10 Aug 22

10 facts about electrification in Asia

Is it possible to electrify a car fleet in APAC? Is it expensive? Does it make sense? Here are a few facts about electrification in Asia.

  1. 3 out of the top-5 best sold EV-brands globally are Asian

Tesla is heading Jan-to-June EV sales in 2022 (564K units), followed by Chinese companies BYD (324K units) and SAIC Motor (310K units). Volkswagen is 4th (217K units) and Hyundai Motor Group has moved up to the 5th spot (169K units)

  1. The affordable EV is already a fact in Asia

Whilst many EVs retained in European car policies cost well over 40.000 Euro, cheaper alternatives are gaining popularity and accelerating EV transition in Asia. Tata offers EVs below $15.000 in India and China’s Wuling even offers its Hongguang small EV for about $5.000

These vehicles don’t offer much range, luxury or status, but they respond very well to the needs of the average Asian urban consumer

  1. Incentives and subsidies are available in some Asian countries

Most Asian countries do not offer tax advantages or subsidies for EV vehicles or charging infrastructure. Nonetheless, more and more countries are following China’s example and offer some benefits. Thailand, for example, has recently issued a new incentive package for the EV industry

  1. The importance of non-car centric mobility

Many Asian consumers are not able to buy a car (ICE or other) and use alternatives such as motorcycles and/or ride hailing for their urban transportation needs. The transition to EV in Asia will therefore happen first by electrifying 2-wheelers and 3-wheelers as well as the fleets of its ride-hailers

  1. Electricity is not clean

Most of Asia’s electricity is generated by burning coal or gas. As a result, and from a GHG Accounting perspective, it does not make sense to drive EVs in APAC. Nonetheless, compared to ICE vehicles, EVs have at least the potential to become cleaner, and certainly reduce pollution in Asia’s mega-cities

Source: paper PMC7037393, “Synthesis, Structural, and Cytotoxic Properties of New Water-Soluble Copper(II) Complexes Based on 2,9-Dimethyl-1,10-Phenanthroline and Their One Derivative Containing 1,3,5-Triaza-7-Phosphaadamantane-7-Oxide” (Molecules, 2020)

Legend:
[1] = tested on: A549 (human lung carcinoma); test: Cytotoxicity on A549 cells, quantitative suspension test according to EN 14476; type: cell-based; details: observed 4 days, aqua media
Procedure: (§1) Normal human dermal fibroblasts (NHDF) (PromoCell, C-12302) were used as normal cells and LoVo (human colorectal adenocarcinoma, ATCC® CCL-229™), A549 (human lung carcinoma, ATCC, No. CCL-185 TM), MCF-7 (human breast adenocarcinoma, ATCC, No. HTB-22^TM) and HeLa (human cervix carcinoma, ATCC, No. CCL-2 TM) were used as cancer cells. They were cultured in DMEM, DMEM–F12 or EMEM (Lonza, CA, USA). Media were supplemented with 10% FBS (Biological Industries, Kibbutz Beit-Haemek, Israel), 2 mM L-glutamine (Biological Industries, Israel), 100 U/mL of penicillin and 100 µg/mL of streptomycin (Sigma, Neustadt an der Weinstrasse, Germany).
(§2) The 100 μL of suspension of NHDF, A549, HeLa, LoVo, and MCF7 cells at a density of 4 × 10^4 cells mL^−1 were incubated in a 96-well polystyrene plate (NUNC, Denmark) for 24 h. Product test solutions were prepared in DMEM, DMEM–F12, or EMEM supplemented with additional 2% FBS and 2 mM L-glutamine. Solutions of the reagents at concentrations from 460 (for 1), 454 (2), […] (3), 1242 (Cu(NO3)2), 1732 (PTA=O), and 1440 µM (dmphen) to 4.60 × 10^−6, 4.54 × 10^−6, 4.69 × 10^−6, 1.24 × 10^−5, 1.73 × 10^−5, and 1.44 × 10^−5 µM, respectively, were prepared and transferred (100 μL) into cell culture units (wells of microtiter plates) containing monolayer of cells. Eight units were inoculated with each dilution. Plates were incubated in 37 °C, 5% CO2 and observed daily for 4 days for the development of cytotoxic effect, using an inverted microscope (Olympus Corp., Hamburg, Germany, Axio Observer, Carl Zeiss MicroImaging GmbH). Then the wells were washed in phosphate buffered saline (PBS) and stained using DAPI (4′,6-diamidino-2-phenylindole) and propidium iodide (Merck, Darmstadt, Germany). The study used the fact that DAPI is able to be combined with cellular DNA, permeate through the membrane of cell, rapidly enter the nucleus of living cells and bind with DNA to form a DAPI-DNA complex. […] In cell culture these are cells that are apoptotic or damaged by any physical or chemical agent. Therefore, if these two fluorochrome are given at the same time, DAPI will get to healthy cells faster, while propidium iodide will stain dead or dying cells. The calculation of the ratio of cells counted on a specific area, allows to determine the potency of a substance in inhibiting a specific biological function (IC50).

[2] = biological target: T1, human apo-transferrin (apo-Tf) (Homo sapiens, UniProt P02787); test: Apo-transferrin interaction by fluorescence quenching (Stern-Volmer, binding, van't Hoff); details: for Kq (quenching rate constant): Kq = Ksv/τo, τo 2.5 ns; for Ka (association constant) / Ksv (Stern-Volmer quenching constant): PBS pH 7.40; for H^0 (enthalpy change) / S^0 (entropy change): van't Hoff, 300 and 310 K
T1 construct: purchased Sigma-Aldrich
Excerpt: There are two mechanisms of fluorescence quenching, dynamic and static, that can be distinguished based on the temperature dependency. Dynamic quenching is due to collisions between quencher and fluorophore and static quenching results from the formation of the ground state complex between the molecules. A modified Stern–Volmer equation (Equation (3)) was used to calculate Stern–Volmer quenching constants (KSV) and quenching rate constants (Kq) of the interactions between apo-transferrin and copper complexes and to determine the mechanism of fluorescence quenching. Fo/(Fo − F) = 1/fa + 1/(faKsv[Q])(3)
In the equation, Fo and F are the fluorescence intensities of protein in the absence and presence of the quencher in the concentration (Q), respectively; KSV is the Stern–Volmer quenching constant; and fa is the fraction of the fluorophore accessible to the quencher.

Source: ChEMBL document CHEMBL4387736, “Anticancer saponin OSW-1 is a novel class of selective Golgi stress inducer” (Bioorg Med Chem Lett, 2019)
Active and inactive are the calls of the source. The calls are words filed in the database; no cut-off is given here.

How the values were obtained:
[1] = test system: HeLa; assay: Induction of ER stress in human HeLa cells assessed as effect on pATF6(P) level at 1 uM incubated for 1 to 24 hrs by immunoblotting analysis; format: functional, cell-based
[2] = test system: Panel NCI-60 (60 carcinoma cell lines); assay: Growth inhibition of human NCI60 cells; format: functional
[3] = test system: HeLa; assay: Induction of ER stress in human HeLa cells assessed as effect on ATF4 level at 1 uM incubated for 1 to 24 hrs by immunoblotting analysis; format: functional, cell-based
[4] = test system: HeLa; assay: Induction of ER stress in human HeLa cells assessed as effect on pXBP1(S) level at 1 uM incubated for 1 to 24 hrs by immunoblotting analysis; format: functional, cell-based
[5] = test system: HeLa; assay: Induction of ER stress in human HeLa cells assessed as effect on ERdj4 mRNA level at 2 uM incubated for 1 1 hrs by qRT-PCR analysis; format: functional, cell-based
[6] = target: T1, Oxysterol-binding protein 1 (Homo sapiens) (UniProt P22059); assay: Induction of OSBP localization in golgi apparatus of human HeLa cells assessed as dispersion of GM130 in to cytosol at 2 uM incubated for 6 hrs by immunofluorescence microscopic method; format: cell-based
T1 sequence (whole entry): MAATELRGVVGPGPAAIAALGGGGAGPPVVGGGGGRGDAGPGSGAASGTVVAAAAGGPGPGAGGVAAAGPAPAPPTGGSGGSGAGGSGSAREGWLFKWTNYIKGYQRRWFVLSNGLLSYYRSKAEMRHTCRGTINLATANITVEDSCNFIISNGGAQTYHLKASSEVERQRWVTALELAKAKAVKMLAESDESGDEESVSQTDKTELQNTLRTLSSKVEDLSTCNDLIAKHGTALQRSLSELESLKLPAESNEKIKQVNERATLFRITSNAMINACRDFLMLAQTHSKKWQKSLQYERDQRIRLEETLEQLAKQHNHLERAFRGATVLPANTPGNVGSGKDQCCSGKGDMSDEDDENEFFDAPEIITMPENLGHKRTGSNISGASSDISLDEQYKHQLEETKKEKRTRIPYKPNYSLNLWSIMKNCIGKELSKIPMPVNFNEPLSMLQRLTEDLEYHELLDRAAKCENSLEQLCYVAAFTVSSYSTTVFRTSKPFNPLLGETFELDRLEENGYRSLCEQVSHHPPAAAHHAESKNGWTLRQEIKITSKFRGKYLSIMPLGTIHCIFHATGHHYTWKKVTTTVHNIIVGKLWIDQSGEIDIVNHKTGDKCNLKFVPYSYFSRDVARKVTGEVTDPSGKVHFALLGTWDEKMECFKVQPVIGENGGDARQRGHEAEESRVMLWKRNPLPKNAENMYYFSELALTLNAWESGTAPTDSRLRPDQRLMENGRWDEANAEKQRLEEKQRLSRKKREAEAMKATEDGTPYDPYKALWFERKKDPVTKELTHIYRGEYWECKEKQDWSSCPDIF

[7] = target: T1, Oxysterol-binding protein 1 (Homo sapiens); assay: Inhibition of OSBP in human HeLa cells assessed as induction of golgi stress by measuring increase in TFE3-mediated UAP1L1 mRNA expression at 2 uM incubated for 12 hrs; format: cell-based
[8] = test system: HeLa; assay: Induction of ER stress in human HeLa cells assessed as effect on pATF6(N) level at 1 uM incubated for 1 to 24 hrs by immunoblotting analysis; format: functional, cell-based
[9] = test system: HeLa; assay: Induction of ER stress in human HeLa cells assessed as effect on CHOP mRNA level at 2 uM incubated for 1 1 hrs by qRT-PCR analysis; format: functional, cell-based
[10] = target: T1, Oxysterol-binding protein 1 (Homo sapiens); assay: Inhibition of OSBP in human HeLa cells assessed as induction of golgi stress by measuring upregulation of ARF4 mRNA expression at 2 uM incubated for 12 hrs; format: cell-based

1. Electrification is highly controversial in Asia

Toyota is APAC’s most important manufacturer and has been reluctant to join the EV band wagon. Toyota’s chairman has repeated that electricity is not clean, and that Asia’s grid is not ready to charge millions of EVs. As a result, Toyota has continued producing hybrid and promoting hydrogen

  1. The Korean and Chinese EV brands are taking over

The Japanese OEMs are still important, but their absence in the EV ecosystem has made space for other OEMs, most of them Chinese or Korean. Hyundai, KIA have already become mainstream brands across the globe, but it’s time to welcome BYD, SAIC, Geely, XPENG and AIWAYS, amongst others, to our EV supply chain

  1. It’s time to learn the names of Asian charger manufacturers

With an expected CAGR of 30.8% and geared to reach revenues up to $70 billion by 2029, APAC charging infrastructure manufacturers are about to play a major role in the global supply chain. It’s time to list up some names that will become more familiar over the next years: AoNeng, Wanbang Xingxing, Magenta, Delta Electronics, XPeng, Tata Power

  1. Investments in renewable energy are surging in Asia

After Taiwan’s success story and supported by Asia’s desire to become independent from oil and gas import, the renewable energy industry has become a major focus for investors, financiers and technology companies. A few more years before the transition will be covered by mainstream media, but it has already started and is ready for growth

  1. Hydrogen is bigger than it is in the West

Toyota believes that hydrogen is the way forward and has invested significantly in research, production and infrastructure. China has successfully been promoting electrification and is now also doubling up on hydrogen. It’s a matter of a few years before fuel cell cars will become a viable alternative to ICE and EV in (some parts of) Asia

Authored by: Yves Helven